During the 1930s the Navy developed two chains of costal radio stations, a North Sea chain anchored at Borkum in the west, which then ran to Nordholz, near Cuxhaven in the center and terminating at List in the west. The Baltic chain started at Falshöf near Flensburg on the Danish border, ran through the naval base at Kiel and along the Baltic coast to Pillau, in the then far eastern end of Prussia. Wilhemshaven acted as control center for these chains. Each of these stations were equipped with state of the art receivers, transmitters and direction finders, all interconnected with landline telephone and teletype lines. By the start of the war, the Kriegsmarine had a modern and efficient radio intelligence interception system, one that eventually proved critical in the coming naval war.


            Wilhelm Tranow kept busy during the 1930s. Now appointed head of the English language cryptanalysis section he led the attack on the codes and ciphers of the Royal Navy, solving their 5-digit Naval code in 1935 by comparing the encoded messages with merchant ship movements reported in Lloyd’s Weekly Shipping Report. Historian David Kahn later wrote “...(this) success, and the attacks in 1937 on four other English, five French, four Russian and three Danish cryptosystems enlarged the B-Dienst. The 30 men in its Berlin Central in 1936 became 90 by the summer of 1939.’ Monitoring foreign naval exercises and experience in the Spanish Civil War further added to the reputation of the B-Dienst.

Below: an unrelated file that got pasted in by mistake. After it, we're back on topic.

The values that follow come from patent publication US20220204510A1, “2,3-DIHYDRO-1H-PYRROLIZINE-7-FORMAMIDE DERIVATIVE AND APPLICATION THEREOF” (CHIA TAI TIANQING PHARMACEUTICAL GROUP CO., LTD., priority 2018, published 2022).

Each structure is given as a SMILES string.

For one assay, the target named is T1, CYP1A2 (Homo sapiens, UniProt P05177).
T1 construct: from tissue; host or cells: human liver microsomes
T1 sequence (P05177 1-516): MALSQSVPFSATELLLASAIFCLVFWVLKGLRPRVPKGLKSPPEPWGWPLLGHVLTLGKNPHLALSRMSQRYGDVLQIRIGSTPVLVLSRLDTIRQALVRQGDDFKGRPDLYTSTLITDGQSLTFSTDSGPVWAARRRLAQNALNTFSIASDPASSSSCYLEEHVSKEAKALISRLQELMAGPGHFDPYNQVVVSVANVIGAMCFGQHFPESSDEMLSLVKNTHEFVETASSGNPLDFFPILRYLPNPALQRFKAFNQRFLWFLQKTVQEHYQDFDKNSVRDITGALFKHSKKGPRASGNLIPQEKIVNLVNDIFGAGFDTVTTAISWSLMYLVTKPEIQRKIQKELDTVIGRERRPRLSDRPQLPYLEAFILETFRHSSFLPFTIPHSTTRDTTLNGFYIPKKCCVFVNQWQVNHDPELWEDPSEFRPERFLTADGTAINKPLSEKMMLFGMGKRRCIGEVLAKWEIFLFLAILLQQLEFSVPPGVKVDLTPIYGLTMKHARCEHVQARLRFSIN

Mobilization at the start of the war expanded the service. For the first time academics and businessmen with language skills were recruited as reserve officers, and a six week training course was established. Within a few years, the B-Dienst had expanded to over 6,000 staff. A reorganization of the Naval Staff at the beginning of the war, followed by a further reorganization with the appointment of Dönitz as Grand Admiral, resulted in the B-Dienst becoming the third division of the fourth branch of the Maritime Warfare Command, the Seekriegsleitung (i.e. 4 SKL/III, the name referred to by TICOM).